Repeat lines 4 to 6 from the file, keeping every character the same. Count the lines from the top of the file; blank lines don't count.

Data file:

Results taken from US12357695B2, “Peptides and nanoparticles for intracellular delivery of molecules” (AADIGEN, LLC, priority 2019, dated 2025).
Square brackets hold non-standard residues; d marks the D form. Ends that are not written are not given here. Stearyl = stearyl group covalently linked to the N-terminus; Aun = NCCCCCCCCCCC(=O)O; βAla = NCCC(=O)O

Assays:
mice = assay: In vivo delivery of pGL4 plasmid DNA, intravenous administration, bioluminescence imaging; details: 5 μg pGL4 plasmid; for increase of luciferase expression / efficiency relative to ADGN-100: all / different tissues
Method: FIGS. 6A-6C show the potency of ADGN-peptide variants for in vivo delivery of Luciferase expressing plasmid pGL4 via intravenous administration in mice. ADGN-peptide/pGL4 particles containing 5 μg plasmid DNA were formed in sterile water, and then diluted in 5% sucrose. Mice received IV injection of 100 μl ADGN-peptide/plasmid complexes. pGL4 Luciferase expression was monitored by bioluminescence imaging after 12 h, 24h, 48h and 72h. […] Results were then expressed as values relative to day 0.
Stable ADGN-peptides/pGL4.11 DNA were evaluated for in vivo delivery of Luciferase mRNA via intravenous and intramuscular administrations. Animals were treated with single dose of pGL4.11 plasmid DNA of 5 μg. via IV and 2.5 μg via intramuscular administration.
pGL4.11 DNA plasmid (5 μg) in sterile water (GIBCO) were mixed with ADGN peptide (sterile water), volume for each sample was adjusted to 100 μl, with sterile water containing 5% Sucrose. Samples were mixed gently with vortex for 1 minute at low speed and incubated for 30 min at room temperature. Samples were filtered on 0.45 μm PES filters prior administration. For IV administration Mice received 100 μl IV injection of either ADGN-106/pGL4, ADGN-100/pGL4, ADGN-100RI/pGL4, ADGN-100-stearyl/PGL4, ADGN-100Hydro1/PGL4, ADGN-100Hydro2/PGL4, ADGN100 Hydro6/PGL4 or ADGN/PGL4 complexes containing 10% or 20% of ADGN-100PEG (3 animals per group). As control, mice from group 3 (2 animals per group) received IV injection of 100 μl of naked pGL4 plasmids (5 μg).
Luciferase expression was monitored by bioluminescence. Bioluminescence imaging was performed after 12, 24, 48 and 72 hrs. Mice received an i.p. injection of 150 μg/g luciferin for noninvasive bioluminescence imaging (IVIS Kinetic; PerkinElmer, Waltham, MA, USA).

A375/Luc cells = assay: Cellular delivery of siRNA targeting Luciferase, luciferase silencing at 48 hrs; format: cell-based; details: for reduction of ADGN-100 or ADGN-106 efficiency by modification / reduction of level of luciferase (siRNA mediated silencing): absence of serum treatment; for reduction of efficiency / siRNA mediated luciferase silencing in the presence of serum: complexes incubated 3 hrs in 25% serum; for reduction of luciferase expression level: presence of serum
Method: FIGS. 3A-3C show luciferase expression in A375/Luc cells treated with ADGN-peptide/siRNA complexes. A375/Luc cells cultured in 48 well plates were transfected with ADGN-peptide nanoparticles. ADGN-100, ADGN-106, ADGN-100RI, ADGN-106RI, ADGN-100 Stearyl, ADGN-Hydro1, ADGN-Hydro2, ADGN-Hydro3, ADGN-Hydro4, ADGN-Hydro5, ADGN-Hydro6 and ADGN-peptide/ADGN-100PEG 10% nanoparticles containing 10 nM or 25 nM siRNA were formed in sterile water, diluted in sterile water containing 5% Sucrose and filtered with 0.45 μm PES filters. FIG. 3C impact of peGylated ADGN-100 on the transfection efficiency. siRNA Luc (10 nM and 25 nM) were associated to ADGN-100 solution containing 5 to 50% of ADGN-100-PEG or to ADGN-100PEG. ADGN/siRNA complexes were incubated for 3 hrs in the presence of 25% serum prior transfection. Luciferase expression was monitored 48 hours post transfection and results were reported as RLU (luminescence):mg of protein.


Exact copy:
mice = assay: In vivo delivery of pGL4 plasmid DNA, intravenous administration, bioluminescence imaging; details: 5 μg pGL4 plasmid; for increase of luciferase expression / efficiency relative to ADGN-100: all / different tissues
Method: FIGS. 6A-6C show the potency of ADGN-peptide variants for in vivo delivery of Luciferase expressing plasmid pGL4 via intravenous administration in mice. ADGN-peptide/pGL4 particles containing 5 μg plasmid DNA were formed in sterile water, and then diluted in 5% sucrose. Mice received IV injection of 100 μl ADGN-peptide/plasmid complexes. pGL4 Luciferase expression was monitored by bioluminescence imaging after 12 h, 24h, 48h and 72h. […] Results were then expressed as values relative to day 0.
Stable ADGN-peptides/pGL4.11 DNA were evaluated for in vivo delivery of Luciferase mRNA via intravenous and intramuscular administrations. Animals were treated with single dose of pGL4.11 plasmid DNA of 5 μg. via IV and 2.5 μg via intramuscular administration.